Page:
Here’s Why Investing in Marijuana May Not Be as Risky as You Think
Economically, there’s never been a better time to invest in the marijuana industry. But despite the huge potential for profit, investors are often confused or hesitant to risk involvement in the legal medical marijuana business, and with understandable reason. The industry is a bit of double-edged sword. On the one hand, experts say the industry is poised to become wildly profitable, especially as legalization begins to seem more a matter of “when” than “if”; on the other hand, with marijuana still illegal at the federal level, it’s an industry with too many risks to justify the potential profits for many investors.
In recent weeks, though, it seems that the potential economic benefit of a legalized medical marijuana industry is beginning to tear down some of the political barriers which have, in the past, kept investors out of the game.
At the end of May, Congress made a decision — bipartisan, no less – that may change investors’ outlook on the marijuana industry. In a monumental move, Congress ruled to prohibit the Drug Enforcement Agency from conducting raids on medical marijuana patients as well as the growers and businesses that provide to them in states where the substance is legal.
It’s kind of a big deal. MSNBC notes that the House has never passed a measure that restricts the jurisdiction of the DEA before. The decision, an amendment which required 218 votes in order to pass, is a rare bipartisan decision in an era when it seems Congress can’t agree on anything.
The clincher? Money. The DEA’s raids on medical marijuana providers are – or rather, were – funded by tax dollars. Simply put, Congress decided that it’s a waste of time and money to raid providers in states that have already decided to legalize pot. It’s important to note that while the amendment was primarily a Democratic effort, several more right-leaning senators were critical to its success.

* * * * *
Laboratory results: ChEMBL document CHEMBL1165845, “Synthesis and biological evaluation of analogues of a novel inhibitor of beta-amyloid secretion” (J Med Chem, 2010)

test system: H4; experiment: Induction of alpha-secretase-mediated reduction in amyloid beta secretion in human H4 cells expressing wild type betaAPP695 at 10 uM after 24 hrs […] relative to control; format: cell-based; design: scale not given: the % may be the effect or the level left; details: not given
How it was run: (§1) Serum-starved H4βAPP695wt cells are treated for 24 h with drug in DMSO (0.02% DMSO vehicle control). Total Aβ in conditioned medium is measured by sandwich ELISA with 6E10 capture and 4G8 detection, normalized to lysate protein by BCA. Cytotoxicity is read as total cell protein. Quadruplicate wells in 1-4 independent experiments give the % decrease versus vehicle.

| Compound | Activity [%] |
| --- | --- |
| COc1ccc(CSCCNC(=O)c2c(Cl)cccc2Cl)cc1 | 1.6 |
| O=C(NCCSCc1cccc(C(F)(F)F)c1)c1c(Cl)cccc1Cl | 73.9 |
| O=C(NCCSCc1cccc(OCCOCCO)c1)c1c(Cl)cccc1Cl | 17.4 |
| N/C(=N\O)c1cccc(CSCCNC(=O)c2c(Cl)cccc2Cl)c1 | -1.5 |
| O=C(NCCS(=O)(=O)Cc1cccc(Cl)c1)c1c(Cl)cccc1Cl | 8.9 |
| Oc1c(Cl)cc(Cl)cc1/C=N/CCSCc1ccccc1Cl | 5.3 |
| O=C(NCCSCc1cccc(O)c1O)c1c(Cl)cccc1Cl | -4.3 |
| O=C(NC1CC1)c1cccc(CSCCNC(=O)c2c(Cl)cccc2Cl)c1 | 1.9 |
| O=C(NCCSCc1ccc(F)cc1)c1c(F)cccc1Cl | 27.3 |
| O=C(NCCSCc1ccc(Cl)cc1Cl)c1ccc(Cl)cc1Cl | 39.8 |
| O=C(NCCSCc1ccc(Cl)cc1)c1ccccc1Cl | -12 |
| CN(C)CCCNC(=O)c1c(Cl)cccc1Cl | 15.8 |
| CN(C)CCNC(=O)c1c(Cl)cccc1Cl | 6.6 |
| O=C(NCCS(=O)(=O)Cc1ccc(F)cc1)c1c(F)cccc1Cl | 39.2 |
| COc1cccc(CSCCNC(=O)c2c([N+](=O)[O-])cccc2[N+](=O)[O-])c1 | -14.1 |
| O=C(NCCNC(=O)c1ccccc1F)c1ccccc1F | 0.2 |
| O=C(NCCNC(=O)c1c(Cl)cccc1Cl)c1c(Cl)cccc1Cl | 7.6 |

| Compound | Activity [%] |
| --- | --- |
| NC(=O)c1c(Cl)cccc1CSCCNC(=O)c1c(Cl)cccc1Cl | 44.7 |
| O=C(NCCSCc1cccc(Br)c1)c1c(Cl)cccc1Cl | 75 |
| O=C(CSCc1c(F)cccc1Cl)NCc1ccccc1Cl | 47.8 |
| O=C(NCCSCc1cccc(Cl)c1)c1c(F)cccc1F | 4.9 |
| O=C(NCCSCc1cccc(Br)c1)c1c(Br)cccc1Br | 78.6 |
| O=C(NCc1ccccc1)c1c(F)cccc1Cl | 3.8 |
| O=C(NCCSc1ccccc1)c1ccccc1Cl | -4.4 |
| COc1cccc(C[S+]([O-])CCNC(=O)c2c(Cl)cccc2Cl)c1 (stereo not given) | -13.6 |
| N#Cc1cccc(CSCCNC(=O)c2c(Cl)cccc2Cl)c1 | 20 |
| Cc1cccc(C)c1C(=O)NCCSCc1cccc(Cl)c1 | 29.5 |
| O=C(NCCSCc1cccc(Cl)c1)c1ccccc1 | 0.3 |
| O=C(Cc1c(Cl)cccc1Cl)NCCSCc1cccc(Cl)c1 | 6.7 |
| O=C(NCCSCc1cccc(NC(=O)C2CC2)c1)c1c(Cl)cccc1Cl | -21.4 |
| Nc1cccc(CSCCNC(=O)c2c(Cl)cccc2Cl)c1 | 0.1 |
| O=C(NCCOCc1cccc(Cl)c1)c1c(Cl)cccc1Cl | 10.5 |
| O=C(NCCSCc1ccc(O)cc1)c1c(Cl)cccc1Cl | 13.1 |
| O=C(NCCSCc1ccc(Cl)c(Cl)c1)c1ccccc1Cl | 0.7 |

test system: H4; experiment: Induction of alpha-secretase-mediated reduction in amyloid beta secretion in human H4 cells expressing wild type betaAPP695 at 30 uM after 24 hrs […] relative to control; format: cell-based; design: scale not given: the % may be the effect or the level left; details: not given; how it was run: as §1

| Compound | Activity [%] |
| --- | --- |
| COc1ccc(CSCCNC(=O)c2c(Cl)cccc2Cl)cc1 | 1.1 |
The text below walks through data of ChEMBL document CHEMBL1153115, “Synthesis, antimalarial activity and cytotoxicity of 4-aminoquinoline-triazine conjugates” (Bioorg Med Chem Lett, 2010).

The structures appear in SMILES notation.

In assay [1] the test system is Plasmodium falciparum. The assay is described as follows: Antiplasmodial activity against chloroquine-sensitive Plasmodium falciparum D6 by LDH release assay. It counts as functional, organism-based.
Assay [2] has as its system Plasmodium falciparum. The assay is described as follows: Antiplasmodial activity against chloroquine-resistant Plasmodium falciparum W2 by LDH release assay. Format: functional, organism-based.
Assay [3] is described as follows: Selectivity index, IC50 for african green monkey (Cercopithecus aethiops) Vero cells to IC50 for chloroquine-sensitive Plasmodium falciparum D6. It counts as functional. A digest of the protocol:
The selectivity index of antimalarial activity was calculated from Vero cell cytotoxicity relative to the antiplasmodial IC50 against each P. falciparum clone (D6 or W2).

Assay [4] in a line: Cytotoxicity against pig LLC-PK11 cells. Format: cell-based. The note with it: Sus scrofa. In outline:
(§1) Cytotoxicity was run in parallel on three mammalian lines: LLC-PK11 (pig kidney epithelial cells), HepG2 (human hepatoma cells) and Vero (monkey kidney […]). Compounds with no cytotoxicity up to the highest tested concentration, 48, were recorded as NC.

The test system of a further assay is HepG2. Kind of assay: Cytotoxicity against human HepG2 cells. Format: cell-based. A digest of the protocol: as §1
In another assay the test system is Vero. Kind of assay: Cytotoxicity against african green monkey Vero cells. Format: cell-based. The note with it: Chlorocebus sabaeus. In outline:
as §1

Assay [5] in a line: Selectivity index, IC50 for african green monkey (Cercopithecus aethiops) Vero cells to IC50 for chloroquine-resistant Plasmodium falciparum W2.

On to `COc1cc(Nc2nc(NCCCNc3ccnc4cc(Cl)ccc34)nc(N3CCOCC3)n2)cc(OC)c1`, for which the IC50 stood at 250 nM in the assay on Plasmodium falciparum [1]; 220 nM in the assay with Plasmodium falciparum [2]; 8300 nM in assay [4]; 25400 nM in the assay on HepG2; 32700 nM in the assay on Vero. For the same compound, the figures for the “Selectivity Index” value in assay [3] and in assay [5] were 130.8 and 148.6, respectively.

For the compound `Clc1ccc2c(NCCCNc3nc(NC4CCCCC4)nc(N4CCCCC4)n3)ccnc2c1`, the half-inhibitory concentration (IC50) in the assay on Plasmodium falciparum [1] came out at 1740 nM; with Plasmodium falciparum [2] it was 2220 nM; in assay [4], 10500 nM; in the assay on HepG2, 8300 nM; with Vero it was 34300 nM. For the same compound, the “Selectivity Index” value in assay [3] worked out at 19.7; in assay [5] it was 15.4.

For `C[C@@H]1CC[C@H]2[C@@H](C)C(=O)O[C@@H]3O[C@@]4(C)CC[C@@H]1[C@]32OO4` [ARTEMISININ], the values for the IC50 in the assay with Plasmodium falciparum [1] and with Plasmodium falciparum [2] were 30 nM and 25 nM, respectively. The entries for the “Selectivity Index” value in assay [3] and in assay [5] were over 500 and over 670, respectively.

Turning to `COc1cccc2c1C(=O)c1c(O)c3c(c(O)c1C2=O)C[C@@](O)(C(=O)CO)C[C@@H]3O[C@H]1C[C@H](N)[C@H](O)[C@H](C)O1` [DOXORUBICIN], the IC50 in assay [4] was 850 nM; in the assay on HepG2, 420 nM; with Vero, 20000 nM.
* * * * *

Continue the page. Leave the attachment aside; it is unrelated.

The amendment isn’t the only big political news for the marijuana industry in the recent months and weeks. Last week, in particular, saw some important reforms. On Monday, the Obama administration called marijuana policy a “states’ rights issue,” and wrote that it opposes federal interference on reforms. On Wednesday, the House voted to allow banks to do business with state-level marijuana dispensaries, and on Thursday, Washington, D.C., passed a bill that decriminalized possession of marijuana, according to The Huffington Post and NORML, an organization working to promote the legalization of marijuana.
With these recent political measures changing the game for investors interested in what some are calling the next big American industry, it seems that legal marijuana sales will continue indefinitely into the near future, giving investors in the industry a bit more peace of mind and opening up the playing field for those more cautious investors who have previously found marijuana to be too much of a gamble.
The numbers indicate that it may be worth the risk, and the news lately seems to have established that the industry isn’t going anywhere. Thus far, 22 states have legalized medical marijuana. In 2013, medical marijuana dispensaries sold $1.43 billion worth of pot legally, and Californians spent more than $1 billion on legal marijuana last year, a figure that doesn’t include the sales which happen on the state’s black market.
ArcView Group, an organization that studies the marijuana industry, says it predicts the legal medical marijuana business will swell to become a $10 billion industry by 2018, with more than half of that money being generated by legal recreational sales.
According to BusinessVibes, other industry experts estimate that over time, the marijuana business may grow larger still, predicting that the industry has the potential to eventually reach $100 billion, a level that would make pot bigger business even than corn or soybeans, which are currently the two biggest cash crops in the United States.
A number of challenges associated with the marijuana industry remain. Perhaps one of the more difficult issues to surmount when considering investing in the marijuana business is the fact that the industry, having been previously underground, has no records and too little standardization to establish prices or quality standards.
BusinessVibes notes that all industries carry some risk, though now, it seems the marijuana industry’s legal risks may be lessening. As more states begin to legalize the substance, investors should soon be able to gain access to more credible numbers, as well.